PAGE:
When I was young, probably in elementary school, I thought being an adult meant having a cell phone. At home, when my mother wasn’t looking, I’d snatch her flip phone and play with it. I had a whole routine. Standing on top of a flight of stairs on the second floor of the house, I would open the phone with my thumb and put it to my ear. “Yes, Mr. President, I’m on my way,” I would say all professional-like. Then, I’d clap the phone closed with one hand and while holding an open umbrella in the other, I’d leap down five or six steps onto a carpeted landing. (I knew both James Bond and Mary Poppins were adults, so I assure you, this combination made perfect sense.
In high school, my idea of adulthood was molded by Greys Anatomy and Sex &the City, so naturally I thought being an adult was composed of extensive dating, high heels, witty gossip with close friends and writing newspaper articles on a laptop from a sunny Manhattan apartment with a Jacuzzi-sized coffee in hand.
It’s not so much that I’m afraid of being an adult so much as I had assumed it would be different. I don’t know how to do my taxes, I don’t have a dog, I ride a bike instead of driving a car, I fall short of 5’4’’ and, contrary to my grandmother’s predictions, I have not grown out of this wearing-all-black “phase.” However, I am reasonably financially responsible, I wake up before dawn for work, dress business professional when I teach classes in the financial firm or Petroleum company, I eat my vegetables and I do, in fact write on my laptop with the sun and the coffee and the apartment I pay for and all that. The fact that the apartment is in Bogotá and not in some big city in the states— that I didn’t plan.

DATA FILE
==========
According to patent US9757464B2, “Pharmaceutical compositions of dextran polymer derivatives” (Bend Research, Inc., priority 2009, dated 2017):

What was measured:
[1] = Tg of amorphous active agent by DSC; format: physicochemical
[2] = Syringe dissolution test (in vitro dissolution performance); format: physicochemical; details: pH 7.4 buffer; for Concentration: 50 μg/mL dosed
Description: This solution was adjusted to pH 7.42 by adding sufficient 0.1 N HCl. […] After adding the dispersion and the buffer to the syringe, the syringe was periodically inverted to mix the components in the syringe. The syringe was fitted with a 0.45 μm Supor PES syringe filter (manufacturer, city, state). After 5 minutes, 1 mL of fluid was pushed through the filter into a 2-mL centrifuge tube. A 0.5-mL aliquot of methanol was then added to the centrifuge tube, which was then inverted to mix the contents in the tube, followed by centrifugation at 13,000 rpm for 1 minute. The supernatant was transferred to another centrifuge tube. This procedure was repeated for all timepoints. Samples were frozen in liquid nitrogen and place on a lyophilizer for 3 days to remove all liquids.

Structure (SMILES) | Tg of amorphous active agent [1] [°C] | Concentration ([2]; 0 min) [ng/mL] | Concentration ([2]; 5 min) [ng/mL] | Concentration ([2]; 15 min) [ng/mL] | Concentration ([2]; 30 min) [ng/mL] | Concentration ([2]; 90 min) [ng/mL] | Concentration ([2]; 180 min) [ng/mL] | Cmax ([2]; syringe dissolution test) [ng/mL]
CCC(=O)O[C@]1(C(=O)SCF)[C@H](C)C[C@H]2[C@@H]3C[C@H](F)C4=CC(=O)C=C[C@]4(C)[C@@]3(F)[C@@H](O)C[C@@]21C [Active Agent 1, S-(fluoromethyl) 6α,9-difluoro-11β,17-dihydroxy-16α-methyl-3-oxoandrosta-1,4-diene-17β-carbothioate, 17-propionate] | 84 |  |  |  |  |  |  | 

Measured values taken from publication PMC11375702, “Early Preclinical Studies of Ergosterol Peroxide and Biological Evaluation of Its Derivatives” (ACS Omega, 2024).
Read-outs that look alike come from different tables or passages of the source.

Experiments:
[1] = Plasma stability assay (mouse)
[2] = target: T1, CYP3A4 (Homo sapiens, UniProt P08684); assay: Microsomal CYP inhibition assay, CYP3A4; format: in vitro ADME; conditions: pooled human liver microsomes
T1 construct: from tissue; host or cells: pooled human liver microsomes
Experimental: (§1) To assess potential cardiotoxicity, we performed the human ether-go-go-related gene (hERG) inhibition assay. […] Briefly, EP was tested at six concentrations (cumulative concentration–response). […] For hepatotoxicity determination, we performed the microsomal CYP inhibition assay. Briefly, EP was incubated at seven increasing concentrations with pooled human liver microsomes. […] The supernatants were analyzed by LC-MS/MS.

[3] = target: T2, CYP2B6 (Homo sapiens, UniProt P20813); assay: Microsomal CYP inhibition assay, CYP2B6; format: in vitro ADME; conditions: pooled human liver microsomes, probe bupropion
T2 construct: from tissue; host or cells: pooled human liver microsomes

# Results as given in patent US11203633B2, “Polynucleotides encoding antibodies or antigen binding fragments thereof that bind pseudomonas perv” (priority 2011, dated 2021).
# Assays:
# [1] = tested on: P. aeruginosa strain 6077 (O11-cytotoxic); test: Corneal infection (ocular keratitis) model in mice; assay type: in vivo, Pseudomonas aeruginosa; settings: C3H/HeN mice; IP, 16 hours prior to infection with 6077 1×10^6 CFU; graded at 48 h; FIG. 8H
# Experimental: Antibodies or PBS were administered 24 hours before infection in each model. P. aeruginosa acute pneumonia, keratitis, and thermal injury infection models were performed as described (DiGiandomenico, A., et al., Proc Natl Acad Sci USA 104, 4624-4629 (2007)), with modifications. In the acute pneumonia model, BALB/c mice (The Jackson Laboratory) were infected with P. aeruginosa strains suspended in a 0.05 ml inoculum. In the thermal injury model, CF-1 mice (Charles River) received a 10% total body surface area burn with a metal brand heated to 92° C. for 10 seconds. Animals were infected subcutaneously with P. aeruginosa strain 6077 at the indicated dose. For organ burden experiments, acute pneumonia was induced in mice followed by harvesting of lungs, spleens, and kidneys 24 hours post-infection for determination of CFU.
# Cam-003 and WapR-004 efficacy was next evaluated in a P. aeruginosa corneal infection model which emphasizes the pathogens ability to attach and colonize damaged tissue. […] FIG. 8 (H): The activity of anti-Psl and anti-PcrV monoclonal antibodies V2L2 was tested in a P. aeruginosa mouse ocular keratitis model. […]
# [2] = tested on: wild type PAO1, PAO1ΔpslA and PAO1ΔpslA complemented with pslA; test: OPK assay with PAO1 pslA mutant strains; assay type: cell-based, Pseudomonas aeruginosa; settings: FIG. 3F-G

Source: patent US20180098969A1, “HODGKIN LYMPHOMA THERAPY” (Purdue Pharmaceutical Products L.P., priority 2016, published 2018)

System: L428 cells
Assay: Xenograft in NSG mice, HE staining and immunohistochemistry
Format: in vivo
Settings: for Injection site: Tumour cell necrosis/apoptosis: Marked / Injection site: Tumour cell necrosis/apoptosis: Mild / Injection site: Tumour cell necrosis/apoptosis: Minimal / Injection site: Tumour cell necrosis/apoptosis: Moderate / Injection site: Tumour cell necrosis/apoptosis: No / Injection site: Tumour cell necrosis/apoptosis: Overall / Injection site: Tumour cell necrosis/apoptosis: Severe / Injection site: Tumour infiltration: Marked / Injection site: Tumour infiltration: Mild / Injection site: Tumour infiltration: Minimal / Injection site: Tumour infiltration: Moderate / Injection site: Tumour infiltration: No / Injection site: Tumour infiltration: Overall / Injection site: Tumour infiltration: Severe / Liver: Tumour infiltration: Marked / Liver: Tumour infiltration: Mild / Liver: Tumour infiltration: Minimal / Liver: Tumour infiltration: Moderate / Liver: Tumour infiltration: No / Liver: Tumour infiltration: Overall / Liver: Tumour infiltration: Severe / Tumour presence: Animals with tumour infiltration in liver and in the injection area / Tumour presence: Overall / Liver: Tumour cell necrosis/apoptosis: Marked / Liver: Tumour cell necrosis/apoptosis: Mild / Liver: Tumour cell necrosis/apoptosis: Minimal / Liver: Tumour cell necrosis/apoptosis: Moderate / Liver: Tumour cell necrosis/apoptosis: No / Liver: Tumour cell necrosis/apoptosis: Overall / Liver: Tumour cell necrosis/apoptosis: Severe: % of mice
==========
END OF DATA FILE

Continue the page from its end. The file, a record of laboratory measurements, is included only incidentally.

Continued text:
I’m going to go off on a tangent for a moment. In one of my Cultural Studies classes, we discussed the process of reality being falsified by living in a world framed by screens. We see a movie that takes place in Rome and feel like we’ve been there, yet when we go to a party, our actual physical presence feels cheap and unreal if we don’t take pictures of the event. If we can’t see ourselves existing, what proof do we have that we actually are? If a tree falls in the woods and no one is there to Instagram it, how can it POSSIBLY get any ‘likes?’ Technology having rooted itself into our lives, we feel safer trusting models of the ideal as presented to us by the media than trusting our instincts. Camera angles, tabloid exposure and social media popularity show us which kinds of lifestyles are deemed acceptable, which aren’t, and which aren’t even represented. It’s understandable why I have a hard time considering myself an adult: I’ve never seen any rom-com sitcom that takes place in Bogotá. Where is my fictional stock character role model to show me who to be? To give me a sense of approval?
Today, I have my own cell phone but I don’t call the president and I can’t even call my closest friends or my parents from it when I feel scared or alone. I think some people think that a person who lives abroad is one who refuses to grow up, someone who has run away from responsibilities. I would argue, however, that we are the ones who have the courage to rewrite our definitions. I think being an adult, like a real one, means deciding what’s right and what’s wrong for you. It means encountering situations which you have never even considered or seen played out in any movie or book you’ve ever seen. It is not marked by any sort of milestone, but by how scared life makes you and by how little you let that stop you.
This isn’t the life I had pictured for myself. I can’t walk in heels and I don’t have any plans, but at least this way I won’t trip trying to get to wherever I’m going.